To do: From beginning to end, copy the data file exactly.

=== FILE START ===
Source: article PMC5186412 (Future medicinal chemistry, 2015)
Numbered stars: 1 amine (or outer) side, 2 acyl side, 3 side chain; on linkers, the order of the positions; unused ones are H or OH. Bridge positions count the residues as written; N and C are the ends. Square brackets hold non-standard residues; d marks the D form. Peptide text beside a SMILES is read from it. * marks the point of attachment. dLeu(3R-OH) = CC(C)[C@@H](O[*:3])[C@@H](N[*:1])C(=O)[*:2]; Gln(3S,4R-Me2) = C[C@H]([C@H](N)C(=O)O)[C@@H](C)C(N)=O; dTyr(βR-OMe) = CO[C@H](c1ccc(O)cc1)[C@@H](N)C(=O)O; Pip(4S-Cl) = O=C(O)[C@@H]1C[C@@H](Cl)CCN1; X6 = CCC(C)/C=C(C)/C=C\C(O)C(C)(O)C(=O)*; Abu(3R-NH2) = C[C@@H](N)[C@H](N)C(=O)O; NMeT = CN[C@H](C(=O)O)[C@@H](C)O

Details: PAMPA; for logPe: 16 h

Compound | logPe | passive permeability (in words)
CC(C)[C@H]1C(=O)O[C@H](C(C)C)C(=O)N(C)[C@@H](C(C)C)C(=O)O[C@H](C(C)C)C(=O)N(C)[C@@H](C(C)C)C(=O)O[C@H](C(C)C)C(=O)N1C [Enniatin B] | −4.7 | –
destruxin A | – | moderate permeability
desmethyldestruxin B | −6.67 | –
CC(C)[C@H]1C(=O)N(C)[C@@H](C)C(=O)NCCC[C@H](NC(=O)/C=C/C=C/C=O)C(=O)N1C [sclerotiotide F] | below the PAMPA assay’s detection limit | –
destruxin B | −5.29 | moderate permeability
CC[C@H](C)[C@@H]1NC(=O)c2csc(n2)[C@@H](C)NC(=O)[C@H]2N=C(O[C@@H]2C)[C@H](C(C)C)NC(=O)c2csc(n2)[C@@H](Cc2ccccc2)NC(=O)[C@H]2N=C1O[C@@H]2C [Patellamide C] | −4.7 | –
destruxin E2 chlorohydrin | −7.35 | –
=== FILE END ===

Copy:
Source: article PMC5186412 (Future medicinal chemistry, 2015)
Numbered stars: 1 amine (or outer) side, 2 acyl side, 3 side chain; on linkers, the order of the positions; unused ones are H or OH. Bridge positions count the residues as written; N and C are the ends. Square brackets hold non-standard residues; d marks the D form. Peptide text beside a SMILES is read from it. * marks the point of attachment. dLeu(3R-OH) = CC(C)[C@@H](O[*:3])[C@@H](N[*:1])C(=O)[*:2]; Gln(3S,4R-Me2) = C[C@H]([C@H](N)C(=O)O)[C@@H](C)C(N)=O; dTyr(βR-OMe) = CO[C@H](c1ccc(O)cc1)[C@@H](N)C(=O)O; Pip(4S-Cl) = O=C(O)[C@@H]1C[C@@H](Cl)CCN1; X6 = CCC(C)/C=C(C)/C=C\C(O)C(C)(O)C(=O)*; Abu(3R-NH2) = C[C@@H](N)[C@H](N)C(=O)O; NMeT = CN[C@H](C(=O)O)[C@@H](C)O

Details: PAMPA; for logPe: 16 h

Compound | logPe | passive permeability (in words)
CC(C)[C@H]1C(=O)O[C@H](C(C)C)C(=O)N(C)[C@@H](C(C)C)C(=O)O[C@H](C(C)C)C(=O)N(C)[C@@H](C(C)C)C(=O)O[C@H](C(C)C)C(=O)N1C [Enniatin B] | −4.7 | –
destruxin A | – | moderate permeability
desmethyldestruxin B | −6.67 | –
CC(C)[C@H]1C(=O)N(C)[C@@H](C)C(=O)NCCC[C@H](NC(=O)/C=C/C=C/C=O)C(=O)N1C [sclerotiotide F] | below the PAMPA assay’s detection limit | –
destruxin B | −5.29 | moderate permeability
CC[C@H](C)[C@@H]1NC(=O)c2csc(n2)[C@@H](C)NC(=O)[C@H]2N=C(O[C@@H]2C)[C@H](C(C)C)NC(=O)c2csc(n2)[C@@H](Cc2ccccc2)NC(=O)[C@H]2N=C1O[C@@H]2C [Patellamide C] | −4.7 | –
destruxin E2 chlorohydrin | −7.35 | –